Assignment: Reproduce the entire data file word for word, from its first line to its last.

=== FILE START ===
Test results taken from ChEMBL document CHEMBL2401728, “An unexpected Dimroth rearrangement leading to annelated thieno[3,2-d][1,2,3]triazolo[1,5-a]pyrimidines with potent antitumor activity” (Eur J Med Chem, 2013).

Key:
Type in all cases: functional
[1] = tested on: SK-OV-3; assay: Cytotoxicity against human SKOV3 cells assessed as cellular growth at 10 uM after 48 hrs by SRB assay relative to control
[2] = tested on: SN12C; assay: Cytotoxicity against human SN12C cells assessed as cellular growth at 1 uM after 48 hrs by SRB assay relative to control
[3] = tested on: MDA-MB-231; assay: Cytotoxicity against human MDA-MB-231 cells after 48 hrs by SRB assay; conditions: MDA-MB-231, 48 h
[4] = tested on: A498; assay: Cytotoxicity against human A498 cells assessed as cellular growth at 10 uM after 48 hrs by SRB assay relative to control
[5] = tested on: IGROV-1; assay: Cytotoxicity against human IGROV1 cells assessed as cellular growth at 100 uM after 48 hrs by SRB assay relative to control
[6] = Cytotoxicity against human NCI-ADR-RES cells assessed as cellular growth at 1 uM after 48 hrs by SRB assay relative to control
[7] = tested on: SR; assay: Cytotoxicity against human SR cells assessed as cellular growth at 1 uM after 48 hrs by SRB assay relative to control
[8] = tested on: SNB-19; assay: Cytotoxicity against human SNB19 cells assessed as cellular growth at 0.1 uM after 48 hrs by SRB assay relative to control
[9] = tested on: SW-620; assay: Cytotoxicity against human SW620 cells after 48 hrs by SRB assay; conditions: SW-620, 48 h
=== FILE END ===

Test results taken from ChEMBL document CHEMBL2401728, “An unexpected Dimroth rearrangement leading to annelated thieno[3,2-d][1,2,3]triazolo[1,5-a]pyrimidines with potent antitumor activity” (Eur J Med Chem, 2013).

Key:
Type in all cases: functional
[1] = tested on: SK-OV-3; assay: Cytotoxicity against human SKOV3 cells assessed as cellular growth at 10 uM after 48 hrs by SRB assay relative to control
[2] = tested on: SN12C; assay: Cytotoxicity against human SN12C cells assessed as cellular growth at 1 uM after 48 hrs by SRB assay relative to control
[3] = tested on: MDA-MB-231; assay: Cytotoxicity against human MDA-MB-231 cells after 48 hrs by SRB assay; conditions: MDA-MB-231, 48 h
[4] = tested on: A498; assay: Cytotoxicity against human A498 cells assessed as cellular growth at 10 uM after 48 hrs by SRB assay relative to control
[5] = tested on: IGROV-1; assay: Cytotoxicity against human IGROV1 cells assessed as cellular growth at 100 uM after 48 hrs by SRB assay relative to control
[6] = Cytotoxicity against human NCI-ADR-RES cells assessed as cellular growth at 1 uM after 48 hrs by SRB assay relative to control
[7] = tested on: SR; assay: Cytotoxicity against human SR cells assessed as cellular growth at 1 uM after 48 hrs by SRB assay relative to control
[8] = tested on: SNB-19; assay: Cytotoxicity against human SNB19 cells assessed as cellular growth at 0.1 uM after 48 hrs by SRB assay relative to control
[9] = tested on: SW-620; assay: Cytotoxicity against human SW620 cells after 48 hrs by SRB assay; conditions: SW-620, 48 h